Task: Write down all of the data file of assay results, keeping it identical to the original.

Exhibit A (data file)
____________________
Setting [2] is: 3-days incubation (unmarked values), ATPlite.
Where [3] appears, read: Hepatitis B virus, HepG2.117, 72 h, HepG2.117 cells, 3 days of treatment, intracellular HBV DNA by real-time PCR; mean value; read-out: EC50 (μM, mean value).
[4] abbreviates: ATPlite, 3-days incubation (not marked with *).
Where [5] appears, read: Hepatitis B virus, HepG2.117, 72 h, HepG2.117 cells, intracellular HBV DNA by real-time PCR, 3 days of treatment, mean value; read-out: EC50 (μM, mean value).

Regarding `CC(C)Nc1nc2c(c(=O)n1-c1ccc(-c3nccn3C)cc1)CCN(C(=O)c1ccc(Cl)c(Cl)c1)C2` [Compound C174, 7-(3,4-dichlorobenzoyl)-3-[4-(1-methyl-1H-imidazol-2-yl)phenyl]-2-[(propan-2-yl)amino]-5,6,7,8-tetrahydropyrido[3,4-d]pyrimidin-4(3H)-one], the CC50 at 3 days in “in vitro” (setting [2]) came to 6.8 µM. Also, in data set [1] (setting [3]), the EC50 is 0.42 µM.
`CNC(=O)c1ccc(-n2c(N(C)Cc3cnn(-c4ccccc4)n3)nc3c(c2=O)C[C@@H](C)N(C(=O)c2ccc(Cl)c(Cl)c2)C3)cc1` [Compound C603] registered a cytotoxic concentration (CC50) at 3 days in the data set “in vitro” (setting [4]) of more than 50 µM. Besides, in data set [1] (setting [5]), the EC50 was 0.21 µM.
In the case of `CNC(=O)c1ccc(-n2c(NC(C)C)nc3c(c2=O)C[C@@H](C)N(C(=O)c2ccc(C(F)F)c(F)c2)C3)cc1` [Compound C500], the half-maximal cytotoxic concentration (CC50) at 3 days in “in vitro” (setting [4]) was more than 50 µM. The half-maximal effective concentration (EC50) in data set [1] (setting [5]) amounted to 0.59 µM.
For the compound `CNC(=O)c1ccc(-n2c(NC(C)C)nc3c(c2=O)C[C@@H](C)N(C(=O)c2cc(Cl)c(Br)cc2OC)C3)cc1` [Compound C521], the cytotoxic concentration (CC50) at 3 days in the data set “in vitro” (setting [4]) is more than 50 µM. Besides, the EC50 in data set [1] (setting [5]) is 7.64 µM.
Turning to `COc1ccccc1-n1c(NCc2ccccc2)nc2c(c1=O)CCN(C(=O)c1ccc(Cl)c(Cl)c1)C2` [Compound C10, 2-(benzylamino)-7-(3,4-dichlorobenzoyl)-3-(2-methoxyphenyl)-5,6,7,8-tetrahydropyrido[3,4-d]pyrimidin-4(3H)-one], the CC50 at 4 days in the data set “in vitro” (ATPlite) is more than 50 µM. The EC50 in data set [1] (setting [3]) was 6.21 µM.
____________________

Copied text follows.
Setting [2] is: 3-days incubation (unmarked values), ATPlite.
Where [3] appears, read: Hepatitis B virus, HepG2.117, 72 h, HepG2.117 cells, 3 days of treatment, intracellular HBV DNA by real-time PCR; mean value; read-out: EC50 (μM, mean value).
[4] abbreviates: ATPlite, 3-days incubation (not marked with *).
Where [5] appears, read: Hepatitis B virus, HepG2.117, 72 h, HepG2.117 cells, intracellular HBV DNA by real-time PCR, 3 days of treatment, mean value; read-out: EC50 (μM, mean value).

Regarding `CC(C)Nc1nc2c(c(=O)n1-c1ccc(-c3nccn3C)cc1)CCN(C(=O)c1ccc(Cl)c(Cl)c1)C2` [Compound C174, 7-(3,4-dichlorobenzoyl)-3-[4-(1-methyl-1H-imidazol-2-yl)phenyl]-2-[(propan-2-yl)amino]-5,6,7,8-tetrahydropyrido[3,4-d]pyrimidin-4(3H)-one], the CC50 at 3 days in “in vitro” (setting [2]) came to 6.8 µM. Also, in data set [1] (setting [3]), the EC50 is 0.42 µM.
`CNC(=O)c1ccc(-n2c(N(C)Cc3cnn(-c4ccccc4)n3)nc3c(c2=O)C[C@@H](C)N(C(=O)c2ccc(Cl)c(Cl)c2)C3)cc1` [Compound C603] registered a cytotoxic concentration (CC50) at 3 days in the data set “in vitro” (setting [4]) of more than 50 µM. Besides, in data set [1] (setting [5]), the EC50 was 0.21 µM.
In the case of `CNC(=O)c1ccc(-n2c(NC(C)C)nc3c(c2=O)C[C@@H](C)N(C(=O)c2ccc(C(F)F)c(F)c2)C3)cc1` [Compound C500], the half-maximal cytotoxic concentration (CC50) at 3 days in “in vitro” (setting [4]) was more than 50 µM. The half-maximal effective concentration (EC50) in data set [1] (setting [5]) amounted to 0.59 µM.
For the compound `CNC(=O)c1ccc(-n2c(NC(C)C)nc3c(c2=O)C[C@@H](C)N(C(=O)c2cc(Cl)c(Br)cc2OC)C3)cc1` [Compound C521], the cytotoxic concentration (CC50) at 3 days in the data set “in vitro” (setting [4]) is more than 50 µM. Besides, the EC50 in data set [1] (setting [5]) is 7.64 µM.
Turning to `COc1ccccc1-n1c(NCc2ccccc2)nc2c(c1=O)CCN(C(=O)c1ccc(Cl)c(Cl)c1)C2` [Compound C10, 2-(benzylamino)-7-(3,4-dichlorobenzoyl)-3-(2-methoxyphenyl)-5,6,7,8-tetrahydropyrido[3,4-d]pyrimidin-4(3H)-one], the CC50 at 4 days in the data set “in vitro” (ATPlite) is more than 50 µM. The EC50 in data set [1] (setting [3]) was 6.21 µM.